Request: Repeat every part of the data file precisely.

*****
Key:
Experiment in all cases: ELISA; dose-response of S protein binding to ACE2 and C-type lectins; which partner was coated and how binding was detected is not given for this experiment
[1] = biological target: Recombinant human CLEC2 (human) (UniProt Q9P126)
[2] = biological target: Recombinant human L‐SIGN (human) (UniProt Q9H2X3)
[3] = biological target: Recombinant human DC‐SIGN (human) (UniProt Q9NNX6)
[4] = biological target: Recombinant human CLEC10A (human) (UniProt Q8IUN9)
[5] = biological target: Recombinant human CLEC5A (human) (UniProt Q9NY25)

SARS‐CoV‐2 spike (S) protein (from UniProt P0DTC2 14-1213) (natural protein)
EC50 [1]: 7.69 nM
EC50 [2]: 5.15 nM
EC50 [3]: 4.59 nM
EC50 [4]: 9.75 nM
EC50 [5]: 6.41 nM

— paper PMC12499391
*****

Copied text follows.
Key:
Experiment in all cases: ELISA; dose-response of S protein binding to ACE2 and C-type lectins; which partner was coated and how binding was detected is not given for this experiment
[1] = biological target: Recombinant human CLEC2 (human) (UniProt Q9P126)
[2] = biological target: Recombinant human L‐SIGN (human) (UniProt Q9H2X3)
[3] = biological target: Recombinant human DC‐SIGN (human) (UniProt Q9NNX6)
[4] = biological target: Recombinant human CLEC10A (human) (UniProt Q8IUN9)
[5] = biological target: Recombinant human CLEC5A (human) (UniProt Q9NY25)

SARS‐CoV‐2 spike (S) protein (from UniProt P0DTC2 14-1213) (natural protein)
EC50 [1]: 7.69 nM
EC50 [2]: 5.15 nM
EC50 [3]: 4.59 nM
EC50 [4]: 9.75 nM
EC50 [5]: 6.41 nM

— paper PMC12499391